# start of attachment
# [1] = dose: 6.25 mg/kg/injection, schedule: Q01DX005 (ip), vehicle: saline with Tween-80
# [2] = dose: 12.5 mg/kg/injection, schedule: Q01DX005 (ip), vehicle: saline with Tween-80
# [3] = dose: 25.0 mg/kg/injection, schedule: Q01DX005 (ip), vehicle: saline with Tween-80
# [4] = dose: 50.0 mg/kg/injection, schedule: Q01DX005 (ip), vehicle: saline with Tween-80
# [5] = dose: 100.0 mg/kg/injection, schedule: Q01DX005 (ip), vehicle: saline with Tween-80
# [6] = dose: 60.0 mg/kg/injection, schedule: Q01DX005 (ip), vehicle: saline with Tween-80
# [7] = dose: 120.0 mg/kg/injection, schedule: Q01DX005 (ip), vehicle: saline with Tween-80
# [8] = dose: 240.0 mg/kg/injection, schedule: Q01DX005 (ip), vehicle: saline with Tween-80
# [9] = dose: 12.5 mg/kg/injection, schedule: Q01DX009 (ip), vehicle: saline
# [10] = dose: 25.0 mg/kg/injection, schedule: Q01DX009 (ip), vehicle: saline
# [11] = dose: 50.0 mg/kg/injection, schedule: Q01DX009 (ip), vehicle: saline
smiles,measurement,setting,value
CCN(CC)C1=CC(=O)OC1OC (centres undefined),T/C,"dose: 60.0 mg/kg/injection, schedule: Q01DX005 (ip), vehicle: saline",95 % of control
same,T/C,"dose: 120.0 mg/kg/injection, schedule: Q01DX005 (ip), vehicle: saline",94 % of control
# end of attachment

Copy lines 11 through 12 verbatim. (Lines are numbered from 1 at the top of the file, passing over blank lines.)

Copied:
# [11] = dose: 50.0 mg/kg/injection, schedule: Q01DX009 (ip), vehicle: saline
smiles,measurement,setting,value